In the last year I'd say I have shot more film than digital (D3), save for party snaps/occasions/ebay ads. 

Shot on Ektar 100 @ ISO 100, 30 seconds, f? just before sunset. Mamiy 645 AFD 80mm.
I'd have preferred to shoot a little looser but there was really only one spot to place the camera to get remotely close to the composition I wanted.
« Last Edit: December 04, 2012, 11:14:59 PM by PeteZ28 » Logged
TMARK
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« Reply #8 on: December 04, 2012, 11:22:51 PM »
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I mainly shoot film. 6x6, 135. I recently stopped shooting sheet film but only because the Sinar 8x10 was too bulky and heavy to deal with after 20 years of use.  I'm looking to get a Toyo 810m.

Here are my thoughts on format sizes. 6x6 is fine, you get the look of MF, but not as pronounced as say a 6x7, 6x8, 6x9 Format negative.  I happen to very much like square, and the Blad 150 Sonnar and the CF 80.  I also like how it handles.  I have an RZ and many, many lenses, but it is big and heavy.  I like he negs and the lenses very much.  I like 4x5 but I really believe that an RZ gets you 85% of 4x5, and for a real jump in look you should get on the 8x10 tip.  

As to scanning, an Epson v700/750 will give good results unless you are into test charts. With care the v700 will give a great file.  I scan proofs that are very usable at 16 x20 for 6x7 and 16 x 16 for 6x6 negs.  Sharp enough to read the date codes on my Metzler tires on my motorcycle.  Anything that needs to be bigger I send out for a drum scan, which is rare.

I mainly shoot black and white, if that makes a difference to you.  
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EricWHiss
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« Reply #9 on: December 05, 2012, 12:19:07 AM »
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Yeah, you can get pretty far with the RZ and Mamiya 7 negs.   Something really great about shooting my old 2.8F TLR though.  So light, so quiet, no batteries...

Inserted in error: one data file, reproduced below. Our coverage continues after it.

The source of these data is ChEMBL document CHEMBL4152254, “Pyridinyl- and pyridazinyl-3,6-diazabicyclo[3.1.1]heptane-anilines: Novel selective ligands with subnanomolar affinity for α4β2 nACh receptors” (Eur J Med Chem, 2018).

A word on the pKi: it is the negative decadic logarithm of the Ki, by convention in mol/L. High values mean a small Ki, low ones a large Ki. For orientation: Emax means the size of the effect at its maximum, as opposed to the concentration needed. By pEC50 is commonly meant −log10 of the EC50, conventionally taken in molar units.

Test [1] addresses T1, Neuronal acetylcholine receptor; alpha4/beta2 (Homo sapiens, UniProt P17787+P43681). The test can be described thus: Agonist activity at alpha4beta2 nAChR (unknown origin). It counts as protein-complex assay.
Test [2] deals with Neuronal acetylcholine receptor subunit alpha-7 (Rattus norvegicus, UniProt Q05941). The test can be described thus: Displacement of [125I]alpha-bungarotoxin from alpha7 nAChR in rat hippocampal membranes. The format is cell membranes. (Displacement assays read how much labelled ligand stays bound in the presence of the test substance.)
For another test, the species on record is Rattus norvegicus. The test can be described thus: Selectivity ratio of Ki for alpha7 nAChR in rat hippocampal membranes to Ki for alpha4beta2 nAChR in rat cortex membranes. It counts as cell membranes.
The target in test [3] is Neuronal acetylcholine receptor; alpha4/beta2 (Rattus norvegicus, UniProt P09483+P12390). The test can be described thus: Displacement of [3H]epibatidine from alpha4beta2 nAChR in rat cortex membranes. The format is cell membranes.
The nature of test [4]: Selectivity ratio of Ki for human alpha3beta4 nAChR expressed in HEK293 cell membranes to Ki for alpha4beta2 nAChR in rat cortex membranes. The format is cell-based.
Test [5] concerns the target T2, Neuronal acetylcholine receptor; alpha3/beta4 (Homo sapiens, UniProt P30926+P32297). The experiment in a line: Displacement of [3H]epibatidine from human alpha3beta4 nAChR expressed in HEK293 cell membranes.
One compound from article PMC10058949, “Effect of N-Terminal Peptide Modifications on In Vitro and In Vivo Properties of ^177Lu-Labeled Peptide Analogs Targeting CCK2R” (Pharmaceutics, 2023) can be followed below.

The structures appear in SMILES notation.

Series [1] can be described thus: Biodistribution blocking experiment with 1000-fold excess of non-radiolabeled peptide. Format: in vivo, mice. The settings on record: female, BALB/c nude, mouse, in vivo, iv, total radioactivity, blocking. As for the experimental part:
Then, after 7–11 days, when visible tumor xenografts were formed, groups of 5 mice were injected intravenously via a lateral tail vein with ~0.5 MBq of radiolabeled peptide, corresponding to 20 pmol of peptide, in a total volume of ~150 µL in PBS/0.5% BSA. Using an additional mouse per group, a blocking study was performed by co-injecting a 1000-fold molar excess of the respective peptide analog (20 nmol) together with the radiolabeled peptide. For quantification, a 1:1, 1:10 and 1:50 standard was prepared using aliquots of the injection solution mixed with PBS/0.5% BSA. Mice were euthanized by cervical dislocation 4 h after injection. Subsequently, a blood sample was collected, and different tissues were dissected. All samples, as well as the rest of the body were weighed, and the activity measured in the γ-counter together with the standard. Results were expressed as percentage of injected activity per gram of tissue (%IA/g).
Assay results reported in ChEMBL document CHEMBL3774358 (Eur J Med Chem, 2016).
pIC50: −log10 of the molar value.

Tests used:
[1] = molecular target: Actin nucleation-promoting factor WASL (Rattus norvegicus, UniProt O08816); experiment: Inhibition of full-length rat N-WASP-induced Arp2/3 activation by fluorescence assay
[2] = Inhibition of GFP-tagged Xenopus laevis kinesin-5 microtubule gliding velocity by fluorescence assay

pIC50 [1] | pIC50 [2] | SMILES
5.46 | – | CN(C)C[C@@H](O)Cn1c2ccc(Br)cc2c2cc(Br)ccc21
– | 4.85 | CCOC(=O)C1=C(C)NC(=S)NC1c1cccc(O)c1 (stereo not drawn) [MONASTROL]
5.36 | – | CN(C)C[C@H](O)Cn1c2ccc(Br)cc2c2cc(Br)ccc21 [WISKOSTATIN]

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pjtn
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« Reply #10 on: December 05, 2012, 02:36:20 AM »
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Stunning photos FredBGG and PeteZ28.

And some very useful links ErikKaffehr.

The reason I want to shoot 6x6 is purely because I want to shoot square. My prints will only be around 15"x15" and I would get an Epson V750 to do the scanning. Film would probably be Kodak T-Max 100.

I'm not sure yet what camera I would get, the Rollei 6008 and Hasselblad 503CW look nice. The Mamiya RZ67 looks good too, not very pricey either, just very heavy and not square.
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FredBGG
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« Reply #11 on: December 05, 2012, 02:48:14 AM »
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Hasselblad 203 FE with a 110mm f2

or



With the right Rollei body

Or if you are looking for something lighter the Fuji gf670.

It also shoots 6x6. It has an adjustable negative size. 6x6 and 6x7.

« Last Edit: December 05, 2012, 03:00:00 AM by FredBGG » Logged
KevinA
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« Reply #12 on: December 05, 2012, 03:26:59 AM »